I recently answered some question over on Sarah's blog and thought I'd reproduce my answers here in case they're of any help to anyone else. Hopefully Sarah won't mind me reproducing her questions...
NB: These are my opinions on the matter (based on research I've done and writing forums I've visited). Other people may disagree with my advice!
1. In Writers and Artist Yearbook in the Literary Agents section is says 'No unsolicited MSS' in some of the agents profiles. What does that mean?
It means - no unsoliciated manuscripts i.e. don't just package up your entire novel and send it to them! It may also mean 'don't send your synopsis and first 3 chapters either'. If you REALLY want to place your novel with someone who says no unsolicitated manuscripts you should just write them an email or letter instead. Kind of like a cover letter - telling them what your novel is about, what market it is aimed at, what the title and word count is and some background about your writing history. Oh and a stamped addressed envelope. If they're interested in your novel they'll invite you to sent in the synopsis and first 3 chapters.
2. Can you send to more than 1 agent at at time or is it best to wait for a response first?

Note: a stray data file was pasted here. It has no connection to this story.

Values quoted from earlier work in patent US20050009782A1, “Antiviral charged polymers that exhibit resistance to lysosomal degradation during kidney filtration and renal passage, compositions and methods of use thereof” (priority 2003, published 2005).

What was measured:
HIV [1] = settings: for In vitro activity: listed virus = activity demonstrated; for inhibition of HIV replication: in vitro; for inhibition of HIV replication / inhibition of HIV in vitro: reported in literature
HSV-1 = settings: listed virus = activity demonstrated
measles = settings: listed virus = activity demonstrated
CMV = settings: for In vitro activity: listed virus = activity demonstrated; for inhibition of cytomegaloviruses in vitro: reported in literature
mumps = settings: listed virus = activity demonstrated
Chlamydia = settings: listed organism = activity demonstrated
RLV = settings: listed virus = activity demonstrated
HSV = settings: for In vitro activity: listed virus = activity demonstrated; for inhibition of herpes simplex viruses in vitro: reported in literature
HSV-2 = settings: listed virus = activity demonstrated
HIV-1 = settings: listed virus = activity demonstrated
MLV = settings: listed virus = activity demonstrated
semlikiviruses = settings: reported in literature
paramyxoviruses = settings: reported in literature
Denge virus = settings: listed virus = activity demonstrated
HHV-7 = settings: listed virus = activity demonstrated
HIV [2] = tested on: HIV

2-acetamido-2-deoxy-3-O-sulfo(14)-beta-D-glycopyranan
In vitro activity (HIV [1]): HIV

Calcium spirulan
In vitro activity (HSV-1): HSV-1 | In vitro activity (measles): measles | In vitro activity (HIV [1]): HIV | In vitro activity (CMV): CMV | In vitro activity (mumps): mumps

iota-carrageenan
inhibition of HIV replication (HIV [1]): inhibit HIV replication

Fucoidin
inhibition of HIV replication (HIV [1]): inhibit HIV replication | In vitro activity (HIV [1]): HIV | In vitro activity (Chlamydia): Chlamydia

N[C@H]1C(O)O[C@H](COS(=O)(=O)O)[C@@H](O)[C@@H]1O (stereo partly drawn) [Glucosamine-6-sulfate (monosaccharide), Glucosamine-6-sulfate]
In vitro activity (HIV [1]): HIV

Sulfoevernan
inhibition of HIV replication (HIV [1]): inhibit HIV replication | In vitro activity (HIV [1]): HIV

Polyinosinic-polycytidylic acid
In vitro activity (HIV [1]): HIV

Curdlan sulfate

Most people tend to send their novel out to between 5-10 agents at a time. As I said in my blog agents can take between 6 weeks and 9 months on average to get back to you so if you only send to one at a time and each one takes 9 months and then rejects you it could take a long, long time to get an agent! As/if the rejections roll in you should send it out to some more agents so your novel is always 'out there'.
3. What is the better route of sending your writing, agent or publisher first?
I'd suggest you send it to an agent first and only approach publishers directly if you can't find an agent. An agent will negociate your deal with the publishers, could potentially set up a bidding war between different publishers and will handle any foreign rights issues/publishers. If you go straight to a publisher you'll have to handle those negociations yourself.
4. What kind of word count is best to aim for when writing? My genre of choice is what is sometimes classed as 'chick lit'. Some people like that term and some don't. I don't mind it.
Chick-lit is around 80,000 - 100,000 words although the more established authors are normally asked to up that to around 120,000 words for their later novels. There's a rumour going around that Marion Keyes new novel will end up over 200,000 words! That's the exception rather than the rule and debut novelists should stick to 80,000 - 100,000 words.
5. is it best to have completed the whole book before sending off synopsis and first few chapters or do you have to send off the whole thing?
Most people say you should at least complete the first draft of your book before sending it off to agents. Otherwise, if they like your first 3 chapters and ask to see more you'll end up in the slightly embarrassing position of having to say "Um, can you hold on for a bit - I haven't written it yet". It's better to finish the book first, especially as your synopsis may change as your novel progresses.
p.s. Some very good advice here Writers and Artists Yearbook